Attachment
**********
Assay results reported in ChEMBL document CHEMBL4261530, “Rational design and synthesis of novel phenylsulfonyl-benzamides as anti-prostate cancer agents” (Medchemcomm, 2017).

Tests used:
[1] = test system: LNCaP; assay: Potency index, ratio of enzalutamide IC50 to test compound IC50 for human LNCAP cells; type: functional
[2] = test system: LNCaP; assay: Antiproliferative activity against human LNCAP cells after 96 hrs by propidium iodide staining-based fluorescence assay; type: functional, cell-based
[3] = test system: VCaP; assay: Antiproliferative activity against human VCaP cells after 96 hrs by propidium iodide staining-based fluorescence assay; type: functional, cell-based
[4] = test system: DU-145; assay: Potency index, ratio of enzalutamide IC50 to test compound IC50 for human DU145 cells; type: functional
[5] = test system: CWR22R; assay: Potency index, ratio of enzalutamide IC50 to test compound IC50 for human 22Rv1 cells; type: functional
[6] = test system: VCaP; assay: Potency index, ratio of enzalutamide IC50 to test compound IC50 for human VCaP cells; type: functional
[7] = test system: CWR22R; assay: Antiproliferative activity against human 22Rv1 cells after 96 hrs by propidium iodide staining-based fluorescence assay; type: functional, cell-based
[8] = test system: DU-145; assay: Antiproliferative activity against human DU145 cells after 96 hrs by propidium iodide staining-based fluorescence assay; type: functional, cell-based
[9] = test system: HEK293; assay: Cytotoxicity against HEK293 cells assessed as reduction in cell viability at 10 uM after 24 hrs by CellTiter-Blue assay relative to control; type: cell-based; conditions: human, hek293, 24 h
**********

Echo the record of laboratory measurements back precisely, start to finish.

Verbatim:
Assay results reported in ChEMBL document CHEMBL4261530, “Rational design and synthesis of novel phenylsulfonyl-benzamides as anti-prostate cancer agents” (Medchemcomm, 2017).

Tests used:
[1] = test system: LNCaP; assay: Potency index, ratio of enzalutamide IC50 to test compound IC50 for human LNCAP cells; type: functional
[2] = test system: LNCaP; assay: Antiproliferative activity against human LNCAP cells after 96 hrs by propidium iodide staining-based fluorescence assay; type: functional, cell-based
[3] = test system: VCaP; assay: Antiproliferative activity against human VCaP cells after 96 hrs by propidium iodide staining-based fluorescence assay; type: functional, cell-based
[4] = test system: DU-145; assay: Potency index, ratio of enzalutamide IC50 to test compound IC50 for human DU145 cells; type: functional
[5] = test system: CWR22R; assay: Potency index, ratio of enzalutamide IC50 to test compound IC50 for human 22Rv1 cells; type: functional
[6] = test system: VCaP; assay: Potency index, ratio of enzalutamide IC50 to test compound IC50 for human VCaP cells; type: functional
[7] = test system: CWR22R; assay: Antiproliferative activity against human 22Rv1 cells after 96 hrs by propidium iodide staining-based fluorescence assay; type: functional, cell-based
[8] = test system: DU-145; assay: Antiproliferative activity against human DU145 cells after 96 hrs by propidium iodide staining-based fluorescence assay; type: functional, cell-based
[9] = test system: HEK293; assay: Cytotoxicity against HEK293 cells assessed as reduction in cell viability at 10 uM after 24 hrs by CellTiter-Blue assay relative to control; type: cell-based; conditions: human, hek293, 24 h